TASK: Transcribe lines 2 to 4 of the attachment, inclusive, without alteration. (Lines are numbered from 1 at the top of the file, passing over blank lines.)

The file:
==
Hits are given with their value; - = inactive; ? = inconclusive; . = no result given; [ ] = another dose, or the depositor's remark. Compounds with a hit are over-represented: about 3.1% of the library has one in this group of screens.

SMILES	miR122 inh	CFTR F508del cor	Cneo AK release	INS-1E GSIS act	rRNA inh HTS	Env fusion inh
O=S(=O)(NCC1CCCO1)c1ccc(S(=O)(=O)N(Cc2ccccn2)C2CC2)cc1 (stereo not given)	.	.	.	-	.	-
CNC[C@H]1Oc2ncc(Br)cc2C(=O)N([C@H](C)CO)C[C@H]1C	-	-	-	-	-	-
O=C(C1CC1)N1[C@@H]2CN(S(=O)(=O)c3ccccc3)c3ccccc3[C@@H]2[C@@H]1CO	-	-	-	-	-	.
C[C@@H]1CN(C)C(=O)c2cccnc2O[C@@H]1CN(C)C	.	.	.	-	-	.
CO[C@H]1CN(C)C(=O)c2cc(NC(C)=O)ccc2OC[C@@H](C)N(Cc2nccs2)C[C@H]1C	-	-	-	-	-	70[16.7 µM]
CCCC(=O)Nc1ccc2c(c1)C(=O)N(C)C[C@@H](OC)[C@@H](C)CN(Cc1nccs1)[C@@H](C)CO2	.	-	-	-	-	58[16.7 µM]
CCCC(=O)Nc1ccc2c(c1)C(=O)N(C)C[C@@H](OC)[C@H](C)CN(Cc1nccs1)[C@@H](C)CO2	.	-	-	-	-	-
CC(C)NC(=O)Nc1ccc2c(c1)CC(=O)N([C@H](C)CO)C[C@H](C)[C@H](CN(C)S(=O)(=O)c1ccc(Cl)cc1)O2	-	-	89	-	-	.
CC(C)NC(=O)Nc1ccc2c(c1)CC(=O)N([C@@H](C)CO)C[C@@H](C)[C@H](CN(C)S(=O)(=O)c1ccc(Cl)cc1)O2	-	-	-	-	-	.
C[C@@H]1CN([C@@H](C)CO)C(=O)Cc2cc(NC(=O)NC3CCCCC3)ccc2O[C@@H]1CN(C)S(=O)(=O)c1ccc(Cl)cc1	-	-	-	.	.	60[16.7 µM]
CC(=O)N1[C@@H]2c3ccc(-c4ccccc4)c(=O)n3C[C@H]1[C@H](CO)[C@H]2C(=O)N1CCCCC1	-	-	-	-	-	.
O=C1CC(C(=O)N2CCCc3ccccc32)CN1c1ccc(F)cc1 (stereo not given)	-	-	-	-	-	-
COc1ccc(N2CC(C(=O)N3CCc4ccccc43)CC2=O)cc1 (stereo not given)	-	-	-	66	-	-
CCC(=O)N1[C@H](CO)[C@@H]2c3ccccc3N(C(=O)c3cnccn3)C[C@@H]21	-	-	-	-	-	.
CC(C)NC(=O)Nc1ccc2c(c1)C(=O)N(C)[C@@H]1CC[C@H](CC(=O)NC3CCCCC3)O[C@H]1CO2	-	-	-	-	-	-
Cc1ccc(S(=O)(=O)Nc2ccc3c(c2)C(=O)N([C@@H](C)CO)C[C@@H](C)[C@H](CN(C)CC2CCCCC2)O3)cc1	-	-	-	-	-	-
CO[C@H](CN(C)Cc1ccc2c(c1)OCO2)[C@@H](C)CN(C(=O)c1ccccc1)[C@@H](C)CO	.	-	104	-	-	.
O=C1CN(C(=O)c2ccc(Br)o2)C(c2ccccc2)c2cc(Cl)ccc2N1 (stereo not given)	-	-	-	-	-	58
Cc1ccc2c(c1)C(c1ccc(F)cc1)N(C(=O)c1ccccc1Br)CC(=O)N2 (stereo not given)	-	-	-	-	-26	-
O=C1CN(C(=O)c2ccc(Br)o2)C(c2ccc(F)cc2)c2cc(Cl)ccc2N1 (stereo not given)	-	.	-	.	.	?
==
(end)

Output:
SMILES	miR122 inh	CFTR F508del cor	Cneo AK release	INS-1E GSIS act	rRNA inh HTS	Env fusion inh
O=S(=O)(NCC1CCCO1)c1ccc(S(=O)(=O)N(Cc2ccccn2)C2CC2)cc1 (stereo not given)	.	.	.	-	.	-
CNC[C@H]1Oc2ncc(Br)cc2C(=O)N([C@H](C)CO)C[C@H]1C	-	-	-	-	-	-